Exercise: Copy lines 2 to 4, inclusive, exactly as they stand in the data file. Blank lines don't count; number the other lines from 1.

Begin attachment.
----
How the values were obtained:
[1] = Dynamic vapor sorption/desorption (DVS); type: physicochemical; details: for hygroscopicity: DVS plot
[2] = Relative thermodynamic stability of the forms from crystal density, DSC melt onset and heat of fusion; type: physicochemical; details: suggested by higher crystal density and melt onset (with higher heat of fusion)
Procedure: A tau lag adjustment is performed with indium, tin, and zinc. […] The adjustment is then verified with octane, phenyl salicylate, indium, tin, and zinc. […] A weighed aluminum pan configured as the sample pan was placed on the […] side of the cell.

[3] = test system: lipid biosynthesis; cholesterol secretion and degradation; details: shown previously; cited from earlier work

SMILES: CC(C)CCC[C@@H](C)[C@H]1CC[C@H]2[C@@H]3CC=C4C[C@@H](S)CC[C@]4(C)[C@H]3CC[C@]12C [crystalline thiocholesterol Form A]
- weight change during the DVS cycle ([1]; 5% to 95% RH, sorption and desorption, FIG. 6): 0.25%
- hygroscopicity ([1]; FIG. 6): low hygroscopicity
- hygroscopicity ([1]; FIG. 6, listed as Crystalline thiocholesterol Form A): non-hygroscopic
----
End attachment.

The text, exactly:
[1] = Dynamic vapor sorption/desorption (DVS); type: physicochemical; details: for hygroscopicity: DVS plot
[2] = Relative thermodynamic stability of the forms from crystal density, DSC melt onset and heat of fusion; type: physicochemical; details: suggested by higher crystal density and melt onset (with higher heat of fusion)
Procedure: A tau lag adjustment is performed with indium, tin, and zinc. […] The adjustment is then verified with octane, phenyl salicylate, indium, tin, and zinc. […] A weighed aluminum pan configured as the sample pan was placed on the […] side of the cell.